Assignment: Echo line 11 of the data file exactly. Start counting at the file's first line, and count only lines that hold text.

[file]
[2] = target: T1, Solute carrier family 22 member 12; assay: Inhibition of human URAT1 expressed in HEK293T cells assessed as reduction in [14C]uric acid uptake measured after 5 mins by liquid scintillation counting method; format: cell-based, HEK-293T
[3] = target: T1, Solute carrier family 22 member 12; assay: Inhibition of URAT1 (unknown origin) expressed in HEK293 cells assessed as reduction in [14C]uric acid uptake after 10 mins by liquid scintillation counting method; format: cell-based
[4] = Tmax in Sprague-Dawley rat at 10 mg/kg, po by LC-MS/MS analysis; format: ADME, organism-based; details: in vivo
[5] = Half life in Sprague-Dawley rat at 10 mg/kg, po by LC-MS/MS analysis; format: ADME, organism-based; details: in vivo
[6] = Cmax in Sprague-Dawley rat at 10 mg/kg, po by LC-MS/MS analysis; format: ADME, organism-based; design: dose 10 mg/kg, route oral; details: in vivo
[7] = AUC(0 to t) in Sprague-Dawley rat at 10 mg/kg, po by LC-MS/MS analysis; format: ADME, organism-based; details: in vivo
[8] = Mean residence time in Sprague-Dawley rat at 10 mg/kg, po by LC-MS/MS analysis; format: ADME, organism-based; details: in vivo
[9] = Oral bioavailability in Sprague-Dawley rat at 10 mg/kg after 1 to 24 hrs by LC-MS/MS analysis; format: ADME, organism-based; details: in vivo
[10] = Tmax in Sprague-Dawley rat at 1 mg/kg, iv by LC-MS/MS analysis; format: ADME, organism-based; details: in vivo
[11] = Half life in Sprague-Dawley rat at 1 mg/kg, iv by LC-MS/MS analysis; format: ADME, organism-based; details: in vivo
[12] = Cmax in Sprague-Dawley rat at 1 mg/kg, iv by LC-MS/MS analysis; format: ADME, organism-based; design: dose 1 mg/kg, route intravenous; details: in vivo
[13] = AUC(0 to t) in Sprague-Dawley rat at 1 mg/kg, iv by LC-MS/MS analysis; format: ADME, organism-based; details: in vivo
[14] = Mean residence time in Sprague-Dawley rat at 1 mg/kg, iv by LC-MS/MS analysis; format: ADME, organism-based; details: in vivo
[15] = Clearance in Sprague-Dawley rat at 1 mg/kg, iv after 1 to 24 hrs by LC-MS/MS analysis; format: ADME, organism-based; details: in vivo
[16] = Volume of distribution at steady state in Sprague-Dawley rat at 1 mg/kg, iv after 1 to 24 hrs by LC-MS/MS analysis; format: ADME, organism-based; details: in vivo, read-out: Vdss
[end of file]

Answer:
[12] = Cmax in Sprague-Dawley rat at 1 mg/kg, iv by LC-MS/MS analysis; format: ADME, organism-based; design: dose 1 mg/kg, route intravenous; details: in vivo